Spectacular setting: 40 to become U.S. citizens in Smokies park ceremony

The setting is spectacular, the event close to sacred.

On Thursday morning, 40 people born elsewhere in this world will become American citizens in one of the most beautiful settings in the United States - the Great Smoky Mountains National Park.

For the Smokies and the U.S. District Court for the Eastern District of Tennessee, it'll be unique.

Don K. Ferguson, area federal court historian, said in his recollection dating to the late 1950s he cannot recall an area federal judge holding a naturalization ceremony in the park. He said a judge some 10 years ago gave the oath to a group of people at a national cemetery in the Chattanooga area.

Thursday's outdoor naturalization ceremony is part of a nationwide event featuring 16 national parks and sites, including Ellis Island, Yosemite National Park, the Lincoln Memorial, the USS Missouri battleship at Pearl Harbor and Great Teton National Park. The point is to observe the centennial of the National Park Service as well as National Constitution and Citizenship Day.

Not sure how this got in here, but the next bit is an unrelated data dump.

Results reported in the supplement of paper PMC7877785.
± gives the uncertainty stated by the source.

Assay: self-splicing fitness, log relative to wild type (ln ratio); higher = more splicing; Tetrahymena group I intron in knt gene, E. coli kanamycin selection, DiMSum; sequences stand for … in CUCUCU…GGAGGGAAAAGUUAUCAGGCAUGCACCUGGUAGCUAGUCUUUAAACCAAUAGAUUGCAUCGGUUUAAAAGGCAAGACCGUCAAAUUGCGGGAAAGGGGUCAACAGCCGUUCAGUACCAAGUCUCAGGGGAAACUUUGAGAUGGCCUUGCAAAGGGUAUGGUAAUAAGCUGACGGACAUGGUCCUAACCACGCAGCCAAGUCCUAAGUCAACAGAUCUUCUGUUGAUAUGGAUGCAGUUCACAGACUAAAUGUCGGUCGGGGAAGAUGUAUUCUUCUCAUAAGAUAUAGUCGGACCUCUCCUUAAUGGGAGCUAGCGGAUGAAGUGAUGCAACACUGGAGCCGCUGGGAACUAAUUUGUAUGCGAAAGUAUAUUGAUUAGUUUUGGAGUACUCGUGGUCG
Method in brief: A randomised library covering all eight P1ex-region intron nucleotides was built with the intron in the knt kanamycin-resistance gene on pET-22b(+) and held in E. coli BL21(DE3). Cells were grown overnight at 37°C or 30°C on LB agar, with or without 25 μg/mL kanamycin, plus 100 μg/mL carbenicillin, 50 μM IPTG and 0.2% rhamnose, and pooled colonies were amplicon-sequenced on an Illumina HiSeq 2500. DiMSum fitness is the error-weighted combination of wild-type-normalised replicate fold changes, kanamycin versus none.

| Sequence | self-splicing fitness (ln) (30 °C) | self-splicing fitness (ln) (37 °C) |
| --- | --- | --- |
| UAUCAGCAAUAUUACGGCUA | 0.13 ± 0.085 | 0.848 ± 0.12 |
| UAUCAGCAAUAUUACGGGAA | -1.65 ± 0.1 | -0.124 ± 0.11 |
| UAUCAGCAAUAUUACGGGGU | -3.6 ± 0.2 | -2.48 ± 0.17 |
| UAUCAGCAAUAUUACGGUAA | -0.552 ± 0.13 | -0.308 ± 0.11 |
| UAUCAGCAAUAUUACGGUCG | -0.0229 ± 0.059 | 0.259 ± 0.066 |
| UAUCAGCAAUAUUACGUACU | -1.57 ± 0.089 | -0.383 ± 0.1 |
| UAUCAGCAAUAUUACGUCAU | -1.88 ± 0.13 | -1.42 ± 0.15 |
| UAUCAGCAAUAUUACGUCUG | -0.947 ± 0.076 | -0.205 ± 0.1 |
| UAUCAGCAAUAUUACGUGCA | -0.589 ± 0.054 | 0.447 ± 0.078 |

Many of the events elsewhere in the U.S. will be Friday.

The idea came from Rebecca Fanning, national outreach manager for the federal courts, which is part of the Administrative Office of the U .S. Courts in Washington, according to the Eastern District.

Fanning, in a news release, compared our national parks to "green cathedrals" that can inspire and evoke a greater connection to what it is to be an American. 

Ferguson said the 40 who will become citizens in the Smokies are coming from about 14 area counties. The setting is smaller than the sites where people typically become citizens in this district, Ferguson said, thus the smaller number who will take the oath.

Thursday's event at 10:30 a.m. will be recorded on video and compiled with the other naturalization ceremonies. It's expected to be posted on uscourts.gov and YouTube.

The ceremony will be on the lawn of the park's Administration Building near the Sugarlands Visitor Center.

Chief Judge Tom Varlan will preside.

Fourth-graders from Pi Beta Phi Elementary in Gatlinburg will lead the Pledge of Allegiance. Singer Lakieta Bagwell, who performs at Smoky Mountain Opry, will sing the national anthem.


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